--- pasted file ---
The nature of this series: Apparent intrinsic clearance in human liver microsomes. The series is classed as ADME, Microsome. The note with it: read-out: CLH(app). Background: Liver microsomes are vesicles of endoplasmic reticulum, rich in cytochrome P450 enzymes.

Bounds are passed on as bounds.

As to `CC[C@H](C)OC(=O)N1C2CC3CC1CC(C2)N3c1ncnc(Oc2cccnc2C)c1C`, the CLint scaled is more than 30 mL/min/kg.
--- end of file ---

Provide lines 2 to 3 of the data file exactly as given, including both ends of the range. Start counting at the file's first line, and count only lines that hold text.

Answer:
Bounds are passed on as bounds.

As to `CC[C@H](C)OC(=O)N1C2CC3CC1CC(C2)N3c1ncnc(Oc2cccnc2C)c1C`, the CLint scaled is more than 30 mL/min/kg.